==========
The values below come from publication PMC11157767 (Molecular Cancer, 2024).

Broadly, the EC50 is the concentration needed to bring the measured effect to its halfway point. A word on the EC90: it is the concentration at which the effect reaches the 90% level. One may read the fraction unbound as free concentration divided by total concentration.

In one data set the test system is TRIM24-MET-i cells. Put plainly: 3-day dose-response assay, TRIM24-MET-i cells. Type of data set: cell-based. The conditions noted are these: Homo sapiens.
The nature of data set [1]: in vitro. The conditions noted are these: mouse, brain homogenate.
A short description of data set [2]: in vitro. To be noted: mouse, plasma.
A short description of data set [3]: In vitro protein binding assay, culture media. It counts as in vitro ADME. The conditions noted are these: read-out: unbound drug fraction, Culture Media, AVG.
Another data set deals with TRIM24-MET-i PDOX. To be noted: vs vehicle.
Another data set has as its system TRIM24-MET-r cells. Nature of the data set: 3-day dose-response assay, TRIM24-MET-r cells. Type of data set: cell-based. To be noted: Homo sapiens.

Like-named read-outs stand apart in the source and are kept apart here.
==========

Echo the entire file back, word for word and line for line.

The values below come from publication PMC11157767 (Molecular Cancer, 2024).

Broadly, the EC50 is the concentration needed to bring the measured effect to its halfway point. A word on the EC90: it is the concentration at which the effect reaches the 90% level. One may read the fraction unbound as free concentration divided by total concentration.

In one data set the test system is TRIM24-MET-i cells. Put plainly: 3-day dose-response assay, TRIM24-MET-i cells. Type of data set: cell-based. The conditions noted are these: Homo sapiens.
The nature of data set [1]: in vitro. The conditions noted are these: mouse, brain homogenate.
A short description of data set [2]: in vitro. To be noted: mouse, plasma.
A short description of data set [3]: In vitro protein binding assay, culture media. It counts as in vitro ADME. The conditions noted are these: read-out: unbound drug fraction, Culture Media, AVG.
Another data set deals with TRIM24-MET-i PDOX. To be noted: vs vehicle.
Another data set has as its system TRIM24-MET-r cells. Nature of the data set: 3-day dose-response assay, TRIM24-MET-r cells. Type of data set: cell-based. To be noted: Homo sapiens.

Like-named read-outs stand apart in the source and are kept apart here.